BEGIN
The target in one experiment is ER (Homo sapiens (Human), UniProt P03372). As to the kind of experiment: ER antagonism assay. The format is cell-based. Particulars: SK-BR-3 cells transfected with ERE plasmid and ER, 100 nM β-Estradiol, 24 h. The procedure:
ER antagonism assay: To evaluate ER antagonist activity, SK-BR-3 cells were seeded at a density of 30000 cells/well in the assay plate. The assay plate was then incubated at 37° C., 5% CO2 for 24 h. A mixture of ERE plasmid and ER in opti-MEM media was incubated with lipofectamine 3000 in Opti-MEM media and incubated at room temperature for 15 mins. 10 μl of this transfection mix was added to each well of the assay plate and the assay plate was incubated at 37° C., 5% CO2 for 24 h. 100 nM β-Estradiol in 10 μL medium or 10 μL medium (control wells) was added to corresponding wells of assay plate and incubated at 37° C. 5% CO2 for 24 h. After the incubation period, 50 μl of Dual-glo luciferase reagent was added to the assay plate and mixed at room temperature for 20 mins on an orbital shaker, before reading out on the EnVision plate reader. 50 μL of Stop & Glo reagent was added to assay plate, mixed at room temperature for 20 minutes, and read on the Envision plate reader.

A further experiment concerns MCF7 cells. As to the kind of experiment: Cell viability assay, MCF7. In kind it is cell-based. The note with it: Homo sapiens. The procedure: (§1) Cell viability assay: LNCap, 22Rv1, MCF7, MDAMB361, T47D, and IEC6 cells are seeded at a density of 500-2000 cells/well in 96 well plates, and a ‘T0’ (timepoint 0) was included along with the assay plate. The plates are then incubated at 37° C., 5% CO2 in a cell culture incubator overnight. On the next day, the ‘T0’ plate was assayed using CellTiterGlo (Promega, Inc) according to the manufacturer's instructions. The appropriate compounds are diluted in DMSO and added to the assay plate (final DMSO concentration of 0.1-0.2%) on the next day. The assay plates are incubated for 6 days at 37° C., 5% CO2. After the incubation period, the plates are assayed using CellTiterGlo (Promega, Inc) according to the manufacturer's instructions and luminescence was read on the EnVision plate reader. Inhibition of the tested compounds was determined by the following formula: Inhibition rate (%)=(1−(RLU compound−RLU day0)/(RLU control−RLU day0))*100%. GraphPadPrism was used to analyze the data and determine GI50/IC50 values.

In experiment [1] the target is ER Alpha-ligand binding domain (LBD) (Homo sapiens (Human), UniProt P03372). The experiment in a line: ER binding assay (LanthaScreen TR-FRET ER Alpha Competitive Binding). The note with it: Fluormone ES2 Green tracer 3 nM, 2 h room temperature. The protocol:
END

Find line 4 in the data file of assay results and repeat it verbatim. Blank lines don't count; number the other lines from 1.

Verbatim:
In experiment [1] the target is ER Alpha-ligand binding domain (LBD) (Homo sapiens (Human), UniProt P03372). The experiment in a line: ER binding assay (LanthaScreen TR-FRET ER Alpha Competitive Binding). The note with it: Fluormone ES2 Green tracer 3 nM, 2 h room temperature. The protocol: